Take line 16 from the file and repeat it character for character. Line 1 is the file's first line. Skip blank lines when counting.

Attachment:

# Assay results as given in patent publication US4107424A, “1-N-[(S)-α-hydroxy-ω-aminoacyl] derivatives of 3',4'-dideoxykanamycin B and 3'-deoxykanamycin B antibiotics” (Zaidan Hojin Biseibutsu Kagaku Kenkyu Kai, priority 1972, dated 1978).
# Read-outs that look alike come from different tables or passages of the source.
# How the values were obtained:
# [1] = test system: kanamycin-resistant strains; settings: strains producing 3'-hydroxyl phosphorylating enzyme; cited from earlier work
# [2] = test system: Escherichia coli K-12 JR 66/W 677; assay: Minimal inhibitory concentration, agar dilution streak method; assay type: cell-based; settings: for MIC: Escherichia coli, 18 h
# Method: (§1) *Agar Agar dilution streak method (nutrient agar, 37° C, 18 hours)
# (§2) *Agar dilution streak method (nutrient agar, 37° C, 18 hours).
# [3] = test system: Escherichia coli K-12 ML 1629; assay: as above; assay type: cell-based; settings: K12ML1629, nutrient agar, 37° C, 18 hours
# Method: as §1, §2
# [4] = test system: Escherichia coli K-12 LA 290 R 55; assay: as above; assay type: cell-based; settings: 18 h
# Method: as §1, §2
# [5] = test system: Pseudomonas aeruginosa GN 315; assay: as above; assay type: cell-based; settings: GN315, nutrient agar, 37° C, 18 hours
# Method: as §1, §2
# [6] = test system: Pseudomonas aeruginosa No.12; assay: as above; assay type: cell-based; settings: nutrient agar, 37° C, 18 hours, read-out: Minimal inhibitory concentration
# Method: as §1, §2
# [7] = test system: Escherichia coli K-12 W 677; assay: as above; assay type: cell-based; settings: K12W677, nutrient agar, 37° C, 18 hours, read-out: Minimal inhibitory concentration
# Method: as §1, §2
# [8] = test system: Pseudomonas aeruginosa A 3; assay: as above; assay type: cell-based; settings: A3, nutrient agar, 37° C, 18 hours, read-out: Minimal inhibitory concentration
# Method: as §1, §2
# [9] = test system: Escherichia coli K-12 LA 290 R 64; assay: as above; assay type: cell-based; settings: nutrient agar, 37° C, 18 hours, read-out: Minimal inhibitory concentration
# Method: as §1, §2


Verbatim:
# [7] = test system: Escherichia coli K-12 W 677; assay: as above; assay type: cell-based; settings: K12W677, nutrient agar, 37° C, 18 hours, read-out: Minimal inhibitory concentration